At first, it may sound confusing but running an indexer is synonymous to running a node which will “index” the blockchain and store the data in a database. To be more precise, the @subql/node implementation will extract substrate-based blockchain data (aka on the PolkaDot network) and save it into a Postgres database.

Currently you don’t “join” a network. You create a SubQuery project and “run” it.


The first thing you will need to do is to install Postgres. Visit and install version 12 or higher.

SubQuery node

To install the SubQuery node application, run

npm install -g @subql/node

The -g flag means to install it globally which means on OSX, the location will be /usr/local/lib/node_modules

Once installed, check out the possible flags with the help command.

> subql-node --help
      --help                Show help                                  [boolean]
      --version             Show version number                        [boolean]
  -f, --subquery            Local path of the subquery project          [string]
      --subquery-name       Name of the subquery project                [string]
  -c, --config              Specify configuration file                  [string]
      --local               Use local mode                             [boolean]
      --batch-size          Batch size of blocks to fetch in one round  [number]
      --timeout             Timeout for indexer sandbox to execute the mapping
                            functions                                   [number]
      --debug               Show debug information to console output. will
                            forcefully set log level to debug
                                                      [boolean] [default: false]
      --profiler            Show profiler information to console output
                                                      [boolean] [default: false]
      --network-endpoint    Blockchain network endpoint to connect      [string]
      --output-fmt          Print log as json or plain text
                                           [string] [choices: "json", "colored"]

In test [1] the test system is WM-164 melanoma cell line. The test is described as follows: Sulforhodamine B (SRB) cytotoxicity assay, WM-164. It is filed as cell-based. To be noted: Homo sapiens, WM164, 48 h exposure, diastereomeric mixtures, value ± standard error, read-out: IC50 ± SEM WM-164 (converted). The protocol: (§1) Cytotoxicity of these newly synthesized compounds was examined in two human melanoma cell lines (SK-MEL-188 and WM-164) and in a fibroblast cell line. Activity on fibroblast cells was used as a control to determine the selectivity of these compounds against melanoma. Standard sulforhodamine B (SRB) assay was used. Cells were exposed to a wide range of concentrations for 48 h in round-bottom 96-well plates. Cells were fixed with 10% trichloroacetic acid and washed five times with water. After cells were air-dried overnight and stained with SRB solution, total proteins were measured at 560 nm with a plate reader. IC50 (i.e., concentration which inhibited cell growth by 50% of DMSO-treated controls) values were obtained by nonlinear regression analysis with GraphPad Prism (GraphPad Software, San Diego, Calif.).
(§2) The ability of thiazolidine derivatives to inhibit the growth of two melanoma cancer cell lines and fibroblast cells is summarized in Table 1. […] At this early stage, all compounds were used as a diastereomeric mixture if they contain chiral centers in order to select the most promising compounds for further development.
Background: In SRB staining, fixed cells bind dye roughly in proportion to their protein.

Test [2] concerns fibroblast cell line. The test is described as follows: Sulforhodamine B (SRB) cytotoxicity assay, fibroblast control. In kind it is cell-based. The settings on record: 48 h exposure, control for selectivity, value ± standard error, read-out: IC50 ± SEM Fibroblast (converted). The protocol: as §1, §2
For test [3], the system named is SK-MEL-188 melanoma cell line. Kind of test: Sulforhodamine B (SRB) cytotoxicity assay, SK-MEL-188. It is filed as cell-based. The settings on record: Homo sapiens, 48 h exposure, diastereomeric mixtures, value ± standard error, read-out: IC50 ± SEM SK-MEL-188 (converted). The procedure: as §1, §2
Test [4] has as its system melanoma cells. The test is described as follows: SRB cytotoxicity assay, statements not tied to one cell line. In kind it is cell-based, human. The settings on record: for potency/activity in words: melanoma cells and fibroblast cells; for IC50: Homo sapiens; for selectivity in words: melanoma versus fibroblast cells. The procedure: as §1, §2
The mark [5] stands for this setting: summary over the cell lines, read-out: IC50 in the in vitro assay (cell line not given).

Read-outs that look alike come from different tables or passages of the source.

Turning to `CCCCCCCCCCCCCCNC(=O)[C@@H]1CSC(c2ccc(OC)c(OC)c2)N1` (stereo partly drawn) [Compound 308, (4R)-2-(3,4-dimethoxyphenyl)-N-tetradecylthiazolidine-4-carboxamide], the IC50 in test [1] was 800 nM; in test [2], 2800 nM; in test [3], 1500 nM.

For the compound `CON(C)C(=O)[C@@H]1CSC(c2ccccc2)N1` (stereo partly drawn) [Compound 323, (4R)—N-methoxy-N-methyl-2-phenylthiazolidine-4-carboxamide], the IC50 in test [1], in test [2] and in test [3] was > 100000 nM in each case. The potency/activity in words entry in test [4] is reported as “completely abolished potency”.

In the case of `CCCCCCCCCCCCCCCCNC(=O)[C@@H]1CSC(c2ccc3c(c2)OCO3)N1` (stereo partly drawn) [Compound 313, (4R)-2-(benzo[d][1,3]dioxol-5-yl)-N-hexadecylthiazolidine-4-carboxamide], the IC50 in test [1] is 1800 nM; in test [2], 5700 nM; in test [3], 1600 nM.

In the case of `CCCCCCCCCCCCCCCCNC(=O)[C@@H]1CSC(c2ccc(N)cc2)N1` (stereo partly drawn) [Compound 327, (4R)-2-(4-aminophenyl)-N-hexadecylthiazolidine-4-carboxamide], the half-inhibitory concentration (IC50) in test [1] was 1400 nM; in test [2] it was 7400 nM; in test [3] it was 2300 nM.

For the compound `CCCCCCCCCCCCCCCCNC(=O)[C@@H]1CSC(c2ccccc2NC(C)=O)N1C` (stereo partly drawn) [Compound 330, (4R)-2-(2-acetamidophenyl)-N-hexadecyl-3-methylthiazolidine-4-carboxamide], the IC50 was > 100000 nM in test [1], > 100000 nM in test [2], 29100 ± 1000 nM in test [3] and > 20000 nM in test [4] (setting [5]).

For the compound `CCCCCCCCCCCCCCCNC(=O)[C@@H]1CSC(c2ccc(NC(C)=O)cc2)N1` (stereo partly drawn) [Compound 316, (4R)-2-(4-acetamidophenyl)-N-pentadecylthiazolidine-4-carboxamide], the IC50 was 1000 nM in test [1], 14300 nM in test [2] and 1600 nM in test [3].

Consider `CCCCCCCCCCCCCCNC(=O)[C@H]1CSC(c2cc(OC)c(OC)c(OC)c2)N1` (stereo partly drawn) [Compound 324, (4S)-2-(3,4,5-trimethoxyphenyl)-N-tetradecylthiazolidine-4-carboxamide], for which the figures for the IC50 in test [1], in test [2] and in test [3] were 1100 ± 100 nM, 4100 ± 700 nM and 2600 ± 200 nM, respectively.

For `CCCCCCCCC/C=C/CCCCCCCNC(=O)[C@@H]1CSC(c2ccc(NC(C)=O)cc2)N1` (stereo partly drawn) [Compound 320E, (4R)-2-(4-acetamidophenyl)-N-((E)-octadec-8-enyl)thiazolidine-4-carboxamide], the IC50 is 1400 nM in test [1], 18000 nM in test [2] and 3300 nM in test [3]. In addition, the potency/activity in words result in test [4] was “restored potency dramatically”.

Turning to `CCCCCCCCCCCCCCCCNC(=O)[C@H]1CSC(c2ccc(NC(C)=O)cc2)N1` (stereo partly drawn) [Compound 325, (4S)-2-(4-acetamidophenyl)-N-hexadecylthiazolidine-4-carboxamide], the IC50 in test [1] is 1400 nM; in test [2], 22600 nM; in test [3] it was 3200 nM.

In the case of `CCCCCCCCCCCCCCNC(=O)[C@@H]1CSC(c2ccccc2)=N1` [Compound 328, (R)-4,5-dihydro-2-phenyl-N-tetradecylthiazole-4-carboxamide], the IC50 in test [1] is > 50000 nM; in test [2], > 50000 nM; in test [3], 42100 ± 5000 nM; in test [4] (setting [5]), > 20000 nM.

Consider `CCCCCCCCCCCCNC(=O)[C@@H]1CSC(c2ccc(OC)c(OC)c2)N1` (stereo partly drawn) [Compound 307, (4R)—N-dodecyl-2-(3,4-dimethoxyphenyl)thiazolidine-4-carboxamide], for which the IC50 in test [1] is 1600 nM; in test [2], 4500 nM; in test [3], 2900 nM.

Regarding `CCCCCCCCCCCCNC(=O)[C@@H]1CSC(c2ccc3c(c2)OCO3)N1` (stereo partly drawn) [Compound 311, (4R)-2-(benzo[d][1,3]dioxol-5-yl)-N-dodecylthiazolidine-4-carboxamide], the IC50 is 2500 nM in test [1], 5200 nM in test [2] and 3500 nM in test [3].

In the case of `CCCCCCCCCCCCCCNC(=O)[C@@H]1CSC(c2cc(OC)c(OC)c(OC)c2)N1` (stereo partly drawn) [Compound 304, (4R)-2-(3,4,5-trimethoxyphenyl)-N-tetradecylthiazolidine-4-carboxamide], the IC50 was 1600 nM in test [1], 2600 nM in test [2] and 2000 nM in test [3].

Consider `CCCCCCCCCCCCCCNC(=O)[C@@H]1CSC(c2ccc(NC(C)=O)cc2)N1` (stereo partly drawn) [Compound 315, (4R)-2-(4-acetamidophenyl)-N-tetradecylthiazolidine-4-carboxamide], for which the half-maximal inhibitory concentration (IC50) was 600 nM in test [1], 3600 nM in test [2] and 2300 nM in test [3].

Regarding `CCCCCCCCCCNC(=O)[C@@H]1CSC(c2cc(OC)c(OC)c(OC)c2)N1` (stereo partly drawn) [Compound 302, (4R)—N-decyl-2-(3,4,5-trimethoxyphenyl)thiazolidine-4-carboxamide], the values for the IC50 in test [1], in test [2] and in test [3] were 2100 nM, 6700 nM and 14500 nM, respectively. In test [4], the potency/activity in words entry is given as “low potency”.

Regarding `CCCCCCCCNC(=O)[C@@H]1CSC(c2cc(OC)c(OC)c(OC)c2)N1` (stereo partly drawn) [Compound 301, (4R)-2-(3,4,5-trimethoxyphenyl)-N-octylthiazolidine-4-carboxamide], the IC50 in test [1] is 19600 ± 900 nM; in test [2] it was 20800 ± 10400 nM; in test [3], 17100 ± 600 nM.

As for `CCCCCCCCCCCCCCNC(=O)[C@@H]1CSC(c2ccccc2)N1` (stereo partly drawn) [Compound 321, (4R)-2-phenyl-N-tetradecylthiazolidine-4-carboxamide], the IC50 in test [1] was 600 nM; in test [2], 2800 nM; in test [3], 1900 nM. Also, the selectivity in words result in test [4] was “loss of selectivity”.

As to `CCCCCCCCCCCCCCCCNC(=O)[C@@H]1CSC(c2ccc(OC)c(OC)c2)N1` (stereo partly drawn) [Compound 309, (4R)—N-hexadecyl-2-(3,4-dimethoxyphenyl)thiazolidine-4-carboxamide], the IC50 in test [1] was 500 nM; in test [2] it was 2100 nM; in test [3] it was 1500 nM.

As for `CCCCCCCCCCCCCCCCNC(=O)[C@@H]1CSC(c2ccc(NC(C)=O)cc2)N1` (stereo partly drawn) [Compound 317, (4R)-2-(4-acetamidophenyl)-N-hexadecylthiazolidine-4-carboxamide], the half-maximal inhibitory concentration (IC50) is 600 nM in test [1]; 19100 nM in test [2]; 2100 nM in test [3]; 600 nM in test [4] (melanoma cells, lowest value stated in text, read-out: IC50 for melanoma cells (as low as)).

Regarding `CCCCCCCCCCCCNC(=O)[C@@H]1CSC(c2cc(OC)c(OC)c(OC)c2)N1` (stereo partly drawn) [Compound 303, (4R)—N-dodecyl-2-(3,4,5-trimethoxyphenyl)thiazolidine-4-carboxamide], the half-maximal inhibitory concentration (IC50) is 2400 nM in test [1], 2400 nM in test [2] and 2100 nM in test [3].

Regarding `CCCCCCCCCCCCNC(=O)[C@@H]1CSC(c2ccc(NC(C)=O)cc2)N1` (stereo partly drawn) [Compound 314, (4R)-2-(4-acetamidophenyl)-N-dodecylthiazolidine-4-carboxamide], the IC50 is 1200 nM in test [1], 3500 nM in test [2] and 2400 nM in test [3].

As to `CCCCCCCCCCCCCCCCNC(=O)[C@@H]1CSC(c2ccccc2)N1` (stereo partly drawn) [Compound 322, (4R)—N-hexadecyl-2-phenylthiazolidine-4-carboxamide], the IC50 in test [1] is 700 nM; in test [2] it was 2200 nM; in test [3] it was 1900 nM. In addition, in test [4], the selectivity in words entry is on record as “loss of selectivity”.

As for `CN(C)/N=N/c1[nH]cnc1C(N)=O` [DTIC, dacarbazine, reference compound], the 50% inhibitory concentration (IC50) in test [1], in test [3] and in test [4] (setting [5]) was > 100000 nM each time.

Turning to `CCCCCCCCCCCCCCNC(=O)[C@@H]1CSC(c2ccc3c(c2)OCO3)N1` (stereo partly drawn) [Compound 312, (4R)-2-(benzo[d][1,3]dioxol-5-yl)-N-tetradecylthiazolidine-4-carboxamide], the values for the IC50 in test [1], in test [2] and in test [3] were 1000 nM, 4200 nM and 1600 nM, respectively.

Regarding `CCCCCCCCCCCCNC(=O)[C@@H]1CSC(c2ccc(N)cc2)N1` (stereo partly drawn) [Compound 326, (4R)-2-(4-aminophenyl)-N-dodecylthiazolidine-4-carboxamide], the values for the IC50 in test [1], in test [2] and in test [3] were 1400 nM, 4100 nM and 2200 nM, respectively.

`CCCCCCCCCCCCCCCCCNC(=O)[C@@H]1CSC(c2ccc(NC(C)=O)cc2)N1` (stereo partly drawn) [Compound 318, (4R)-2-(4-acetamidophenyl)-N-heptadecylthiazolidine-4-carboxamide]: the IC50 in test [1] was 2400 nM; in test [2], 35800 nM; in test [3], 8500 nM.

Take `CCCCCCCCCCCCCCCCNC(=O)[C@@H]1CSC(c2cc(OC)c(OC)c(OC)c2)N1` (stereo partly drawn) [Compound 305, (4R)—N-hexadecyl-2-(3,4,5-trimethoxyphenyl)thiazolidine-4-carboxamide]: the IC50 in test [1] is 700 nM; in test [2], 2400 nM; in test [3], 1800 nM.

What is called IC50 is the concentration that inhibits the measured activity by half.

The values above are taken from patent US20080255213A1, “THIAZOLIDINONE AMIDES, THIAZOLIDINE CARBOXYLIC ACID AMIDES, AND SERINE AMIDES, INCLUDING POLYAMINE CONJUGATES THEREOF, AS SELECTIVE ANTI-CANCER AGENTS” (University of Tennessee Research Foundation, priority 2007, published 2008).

--log-level           Specify log level to print. Ignored when --debug is
          [string] [choices: "fatal", "error", "warn", "info", "debug", "trace",
      --migrate             Migrate db schema (for management tables only)
                                                      [boolean] [default: false]
      --timestamp-field     Enable/disable created_at and updated_at in schema
                                                       [boolean] [default: true]
  -d, --network-dictionary  Specify the dictionary api for this network [string]

#Connecting to a database

Use the export command to set the environment variables as shown below.

export DB_USER=postgres
export DB_PASS=postgres
export DB_DATABASE=postgres
export DB_HOST=localhost
export DB_PORT=5432

Typing “env” should list your current environment variables and note that these variables are only set temporarily. In other words, they are only valid for the duration that the terminal window is open for. You can make it more permanent by creating these in your ./bash_profile.

Starting a project

To start a project, use the -f flag.

subql-node -f <project_path>

For example,

subql-node -f . //for current directory
subql-node -f ./helloworld // for helloworld directory 

2021-08-09T23:24:08.778Z <fetch> INFO fetch block [6401,6500], total 100 blocks 
2021-08-09T23:24:11.807Z <fetch> INFO fetch block [6501,6600], total 100 blocks 


If you open up Postgres, you’ll see that two tables are created. public.subqueries and subquery_1.starter_entities

The starter_entities table contains the indexes. To view the data, run:

select * from subquery_1.starter_entities

public.subqueries only contains 1 row which the node checks upon start up to “understand the current state” so it knows where to continue from so to speak.

SubQuery query service

Now that we have the node running, the next step is to get the query service up and running. Run:

npm install -g @subql/query

To start the service, run:

subql-query --name subql-helloworld --playground

If you get this error message, “Error: SASL: SCRAM-SERVER-FIRST-MESSAGE: client password must be a string”, this means that you need to set your DB_PASS again. This could be the result of you opening up another terminal meaning the environment variables need to be set again.

Also make sure to set your DB_USER via:

export DB_USER=postgres

The next error you will probably encounter is “Error: listen EADDRINUSE: address already in use :::3000”.

Set a different PORT variable via:

export PORT=3001

You should then see:

~/Code/subQuery/projects/subql-helloworld$ export PORT=3002
~/Code/subQuery/projects/subql-helloworld$ subql-query --name subql-helloworld --playground
(node:20940) [PINODEP007] Warning: bindings.level is deprecated, use options.level option instead
(Use `node --trace-warnings ...` to show where the warning was created)
2021-08-14T02:29:58.525Z <nestjs> INFO Starting Nest application... 
2021-08-14T02:29:58.534Z <nestjs> INFO AppModule dependencies initialized 
2021-08-14T02:29:58.534Z <nestjs> INFO ConfigureModule dependencies initialized 
2021-08-14T02:29:58.534Z <nestjs> INFO GraphqlModule dependencies initialized 
⚠️ WARNING⚠️  You requested to use schema 'subquery_1'; however we couldn't find some of those! Missing schemas are: 'subquery_1'
2021-08-14T02:29:58.752Z <nestjs> INFO Nest application successfully started 
(node:20940) [PINODEP007] Warning: bindings.level is deprecated, use options.level option instead

Then navigate to http://localhost:3002/ and you should see….

Then run your query as normal.

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